FDA Tackles Drugmaker Talk On Facebook, Twitter And Google

Fire up your computers and point your browsers toward fda.gov. Today's the day the Food and Drug Administration publicly starts coming to grips with the way consumers and drug companies talk to one another on the Internet.

Eye on FDA's Mark Senak outside FDA meeting on social media.

Eye on FDA's Mark Senak outside FDA meeting on social media. (c) 2009 Jay Bryant/LiveWorld.com hide caption

itoggle caption (c) 2009 Jay Bryant/LiveWorld.com

The two-day meeting aims to get input for rules the FDA is working for how drugmakers and other companies that market regulated products should behave online. The fundamental questions turn on how companies can provide balanced advertising information and what their obligations are to deal with consumers' comments, criticism or reports of health trouble with products.

More than 800 people tried to go to the meeting in Washington, said emcee Tom Abrams, head of FDA's Division of Drug Marketing, Advertising, and Communications. Hundreds were turned away.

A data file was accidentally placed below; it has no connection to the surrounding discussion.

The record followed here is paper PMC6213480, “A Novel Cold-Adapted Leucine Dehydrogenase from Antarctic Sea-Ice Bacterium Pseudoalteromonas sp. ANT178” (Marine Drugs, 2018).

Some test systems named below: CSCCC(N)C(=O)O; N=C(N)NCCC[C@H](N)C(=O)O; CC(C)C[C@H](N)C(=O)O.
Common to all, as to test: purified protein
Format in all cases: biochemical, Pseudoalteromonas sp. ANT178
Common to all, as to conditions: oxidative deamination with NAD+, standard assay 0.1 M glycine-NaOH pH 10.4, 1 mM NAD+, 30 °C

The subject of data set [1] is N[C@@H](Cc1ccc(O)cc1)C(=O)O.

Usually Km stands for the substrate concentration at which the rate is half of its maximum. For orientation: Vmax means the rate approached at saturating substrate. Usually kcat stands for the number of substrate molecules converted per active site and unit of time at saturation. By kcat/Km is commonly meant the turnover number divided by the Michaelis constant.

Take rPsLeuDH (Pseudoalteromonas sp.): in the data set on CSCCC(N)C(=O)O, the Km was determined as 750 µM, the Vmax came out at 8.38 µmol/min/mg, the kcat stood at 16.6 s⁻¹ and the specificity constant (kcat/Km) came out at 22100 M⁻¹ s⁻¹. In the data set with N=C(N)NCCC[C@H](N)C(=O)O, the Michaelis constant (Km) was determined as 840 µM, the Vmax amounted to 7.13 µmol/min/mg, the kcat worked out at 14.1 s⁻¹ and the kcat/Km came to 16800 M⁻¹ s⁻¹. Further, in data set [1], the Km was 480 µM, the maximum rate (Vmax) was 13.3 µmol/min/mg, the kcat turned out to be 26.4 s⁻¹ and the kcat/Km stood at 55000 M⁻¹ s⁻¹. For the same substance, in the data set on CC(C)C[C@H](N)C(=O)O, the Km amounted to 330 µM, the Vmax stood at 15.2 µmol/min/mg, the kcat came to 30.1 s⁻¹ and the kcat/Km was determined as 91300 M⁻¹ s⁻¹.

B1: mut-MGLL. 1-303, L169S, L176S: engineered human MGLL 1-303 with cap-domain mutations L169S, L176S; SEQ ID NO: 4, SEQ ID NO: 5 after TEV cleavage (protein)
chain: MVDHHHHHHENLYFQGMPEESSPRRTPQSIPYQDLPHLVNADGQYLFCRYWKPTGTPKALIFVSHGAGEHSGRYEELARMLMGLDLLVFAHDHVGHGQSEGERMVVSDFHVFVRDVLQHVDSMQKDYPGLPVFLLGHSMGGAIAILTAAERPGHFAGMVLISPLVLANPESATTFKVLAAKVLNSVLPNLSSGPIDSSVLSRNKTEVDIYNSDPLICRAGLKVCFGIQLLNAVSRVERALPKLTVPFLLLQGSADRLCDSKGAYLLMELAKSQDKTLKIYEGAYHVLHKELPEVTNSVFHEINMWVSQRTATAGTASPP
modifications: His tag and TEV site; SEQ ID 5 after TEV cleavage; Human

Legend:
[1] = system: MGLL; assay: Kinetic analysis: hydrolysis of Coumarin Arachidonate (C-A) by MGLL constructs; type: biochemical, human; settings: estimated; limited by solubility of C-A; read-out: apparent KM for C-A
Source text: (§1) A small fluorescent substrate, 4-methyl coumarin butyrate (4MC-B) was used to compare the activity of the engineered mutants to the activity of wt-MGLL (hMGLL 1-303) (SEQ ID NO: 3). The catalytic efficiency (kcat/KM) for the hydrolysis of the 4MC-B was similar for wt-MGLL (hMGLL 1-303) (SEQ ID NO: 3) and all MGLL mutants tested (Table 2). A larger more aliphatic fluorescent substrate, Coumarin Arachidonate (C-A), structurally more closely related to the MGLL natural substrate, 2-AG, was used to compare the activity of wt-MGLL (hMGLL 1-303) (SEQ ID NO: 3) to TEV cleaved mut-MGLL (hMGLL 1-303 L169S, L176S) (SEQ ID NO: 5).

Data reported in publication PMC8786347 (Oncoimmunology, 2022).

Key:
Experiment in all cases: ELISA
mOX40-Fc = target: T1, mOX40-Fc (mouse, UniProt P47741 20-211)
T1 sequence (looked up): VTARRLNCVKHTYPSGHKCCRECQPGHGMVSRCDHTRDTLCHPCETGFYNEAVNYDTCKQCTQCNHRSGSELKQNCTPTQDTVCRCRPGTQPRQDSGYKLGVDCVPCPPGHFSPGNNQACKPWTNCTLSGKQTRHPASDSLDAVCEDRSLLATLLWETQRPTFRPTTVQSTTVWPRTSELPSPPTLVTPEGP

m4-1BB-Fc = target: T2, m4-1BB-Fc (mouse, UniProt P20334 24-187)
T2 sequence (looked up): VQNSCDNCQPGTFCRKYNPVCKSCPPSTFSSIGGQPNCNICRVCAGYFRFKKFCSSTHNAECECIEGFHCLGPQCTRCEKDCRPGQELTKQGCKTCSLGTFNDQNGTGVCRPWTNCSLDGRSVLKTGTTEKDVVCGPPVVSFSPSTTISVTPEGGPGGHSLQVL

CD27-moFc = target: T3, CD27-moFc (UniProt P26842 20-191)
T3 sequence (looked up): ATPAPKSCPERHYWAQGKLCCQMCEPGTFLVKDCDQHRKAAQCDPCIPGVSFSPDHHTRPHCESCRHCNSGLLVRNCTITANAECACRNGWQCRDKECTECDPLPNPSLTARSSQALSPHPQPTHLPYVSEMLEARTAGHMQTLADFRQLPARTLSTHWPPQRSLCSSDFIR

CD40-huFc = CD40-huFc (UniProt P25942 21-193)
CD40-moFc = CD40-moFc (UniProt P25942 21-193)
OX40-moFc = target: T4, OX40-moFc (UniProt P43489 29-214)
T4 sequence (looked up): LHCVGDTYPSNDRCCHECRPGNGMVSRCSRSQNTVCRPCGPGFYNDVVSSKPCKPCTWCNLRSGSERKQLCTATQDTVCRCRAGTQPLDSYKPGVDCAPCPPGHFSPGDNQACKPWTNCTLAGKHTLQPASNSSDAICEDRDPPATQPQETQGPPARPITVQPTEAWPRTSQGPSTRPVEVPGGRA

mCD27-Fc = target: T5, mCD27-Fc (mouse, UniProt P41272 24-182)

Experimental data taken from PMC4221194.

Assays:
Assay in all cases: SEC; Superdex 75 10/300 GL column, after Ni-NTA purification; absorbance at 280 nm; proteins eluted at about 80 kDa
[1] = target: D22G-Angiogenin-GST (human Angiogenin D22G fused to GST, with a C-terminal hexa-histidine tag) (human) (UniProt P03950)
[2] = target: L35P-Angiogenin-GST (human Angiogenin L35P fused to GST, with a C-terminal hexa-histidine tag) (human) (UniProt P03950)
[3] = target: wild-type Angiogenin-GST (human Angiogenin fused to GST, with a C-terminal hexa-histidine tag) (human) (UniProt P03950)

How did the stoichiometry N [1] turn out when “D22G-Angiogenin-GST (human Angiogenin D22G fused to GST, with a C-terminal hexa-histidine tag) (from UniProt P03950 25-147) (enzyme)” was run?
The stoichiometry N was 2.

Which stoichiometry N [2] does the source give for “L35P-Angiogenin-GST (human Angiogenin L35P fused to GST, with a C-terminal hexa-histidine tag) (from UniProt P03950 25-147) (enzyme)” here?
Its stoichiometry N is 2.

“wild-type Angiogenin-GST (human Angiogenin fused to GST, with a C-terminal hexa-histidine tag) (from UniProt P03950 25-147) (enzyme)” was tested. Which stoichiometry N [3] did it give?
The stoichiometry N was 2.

Scores of people asked to talk, and it'll be a jam-packed day of presentations, ranging from those by drugmakers like Eli Lilly, whose rep explained the regulatory uncertainties that have kept the company from being active online, to a talk by Consumers Union's Steve Findlay.

We figure it's better to watch the Webcast anyway. For one thing, Abrams asked everyone to turn off their mobile devices at the start of the meeting, to avoid interference with all the electronic equipment. How would we survive? We're also finding it's easier to follow the proceedings on Twitter, where a bunch of folks are tweeting using the hashtag #fdasm.

Update: Google unveiled a plan to improved online drug ads during the last presentation Thursday. See it here.



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